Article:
Boston EMS Provides Winter Weather Tips on Hypothermia, Carbon Monoxide and More
Be aware of the symptoms of hypothermia, and remember to check on your elderly neighbors. And don't ever use your oven for heat!
The following column was provided by the Boston Emergency Medical Services department.
For many of us, when we think winter, we think ice skating on the Frog Pond, sledding with the kids on the neighborhood hill, sipping hot chocolate and watching the snow fall. These are the parts of winter that we all enjoy. Then there’s shoveling the sidewalk and digging out the cars after a storm, slipping on icy steps, downed trees and power outages. The more we prepare for problems and bad weather, the safer we’ll all be.
At Boston EMS, our crews are ready for any call. And there are several things people can do to keep themselves and their families safe this winter:
Carbon Monoxide is an odorless, tasteless and poisonous gas that develops when things burn. Problems occur when that gas gets into the air and people breathe it in. Symptoms include dizziness, nausea, headaches, vomiting and can become serious quickly. We often find that several people in one household or building are feeling the same way and there’s no other obvious cause.
- If people have the symptoms above, call 911 and immediately get fresh air
- State law requires buildings have working CO detectors on every level
- CO detectors, like smoke detectors, should be checked annually and batteries replaced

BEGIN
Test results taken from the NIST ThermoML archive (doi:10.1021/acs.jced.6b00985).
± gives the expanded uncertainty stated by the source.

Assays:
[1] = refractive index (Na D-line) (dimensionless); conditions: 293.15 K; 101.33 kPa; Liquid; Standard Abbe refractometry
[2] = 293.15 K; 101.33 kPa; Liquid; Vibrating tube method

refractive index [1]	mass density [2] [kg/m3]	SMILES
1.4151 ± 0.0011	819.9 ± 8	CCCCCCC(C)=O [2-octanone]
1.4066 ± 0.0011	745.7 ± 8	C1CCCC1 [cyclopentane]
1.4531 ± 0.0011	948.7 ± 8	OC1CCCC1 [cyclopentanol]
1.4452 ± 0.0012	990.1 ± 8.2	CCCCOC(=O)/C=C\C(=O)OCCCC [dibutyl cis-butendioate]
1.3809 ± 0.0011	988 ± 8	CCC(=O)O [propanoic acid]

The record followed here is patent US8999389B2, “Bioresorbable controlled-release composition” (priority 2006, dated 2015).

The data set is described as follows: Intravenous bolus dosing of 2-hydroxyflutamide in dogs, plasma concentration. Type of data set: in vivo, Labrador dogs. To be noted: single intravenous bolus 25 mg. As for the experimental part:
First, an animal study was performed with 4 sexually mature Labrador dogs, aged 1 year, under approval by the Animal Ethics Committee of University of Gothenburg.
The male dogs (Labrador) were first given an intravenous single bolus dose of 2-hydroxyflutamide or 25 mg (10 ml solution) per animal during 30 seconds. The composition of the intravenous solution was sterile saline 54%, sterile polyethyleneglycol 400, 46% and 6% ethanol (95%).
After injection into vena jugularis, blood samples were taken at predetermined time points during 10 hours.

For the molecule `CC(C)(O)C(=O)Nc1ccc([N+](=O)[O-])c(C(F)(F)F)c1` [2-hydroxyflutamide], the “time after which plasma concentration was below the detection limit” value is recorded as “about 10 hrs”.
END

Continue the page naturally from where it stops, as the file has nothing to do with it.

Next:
- Have your heating unit checked only by a licensed professional
- Never use your oven for heat
Hypothermia occurs when your body loses heat faster than it produces it. The most common causes are prolonged exposure to cold-weather or cold water. Children, the elderly and those with medical problems are the most at risk since they often have difficulty regulating their body temperature.
When going outside to work or play in cold weather, wear layers of comfortable and warm clothing, including hats and gloves:
- Do wear a waterproof layer on the outside and protect your ears, hands and other extremities;
- Do wear warm boots or footwear that protect your feet;
- Do drink plenty of warm, non-alcoholic fluids;
- Do take occasional breaks and go inside to get warm;
- Once inside, don’t delay removing cold, wet clothing
More winter safety tips:
- Make sure you always have a well-stocked Winter Home Emergency Supply Kit that includes flashlights, portable radio, extra batteries, a first aid kit, bottled water, non-perishable food and a manual can opener;
- Check on your neighbors, particularly the elderly who may need assistance during or after a storm;
- To avoid injury, we would also urge those with Cardiac issues to ask neighbors to help with chores such as shoveling heavy snow, as this can be dangerous;
- On nights with freezing temperatures, we ask that residents alert the City when they see homeless people. We want to reach out and urge these people to go to a shelter. Extreme cold can be very dangerous. Please call the Mayor’s 24-hour Hotline at 617-635-4500;
- During storms, we urge that people not drive as road conditions worsen;
- Check weather reports and listen to authorities, they will have the most updated information;
- Alert the City to down power lines, down trees or icy conditions;
- Call 911 if you need emergency assistance